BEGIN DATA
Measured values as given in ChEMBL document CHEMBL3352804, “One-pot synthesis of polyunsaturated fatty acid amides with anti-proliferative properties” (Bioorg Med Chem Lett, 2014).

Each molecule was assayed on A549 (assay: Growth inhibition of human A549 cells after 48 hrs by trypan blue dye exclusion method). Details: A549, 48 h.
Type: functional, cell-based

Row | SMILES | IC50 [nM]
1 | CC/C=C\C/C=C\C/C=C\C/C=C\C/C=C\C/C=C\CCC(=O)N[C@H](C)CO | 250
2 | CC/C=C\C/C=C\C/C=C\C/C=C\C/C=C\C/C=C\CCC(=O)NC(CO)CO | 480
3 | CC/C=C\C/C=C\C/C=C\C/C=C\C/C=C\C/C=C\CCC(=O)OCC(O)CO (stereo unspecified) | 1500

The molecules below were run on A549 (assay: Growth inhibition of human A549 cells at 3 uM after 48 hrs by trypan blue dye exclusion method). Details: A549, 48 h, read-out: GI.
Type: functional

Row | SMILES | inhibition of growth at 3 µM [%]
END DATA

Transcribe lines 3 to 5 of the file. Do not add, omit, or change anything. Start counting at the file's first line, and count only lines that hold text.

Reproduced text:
Type: functional, cell-based

Row | SMILES | IC50 [nM]
1 | CC/C=C\C/C=C\C/C=C\C/C=C\C/C=C\C/C=C\CCC(=O)N[C@H](C)CO | 250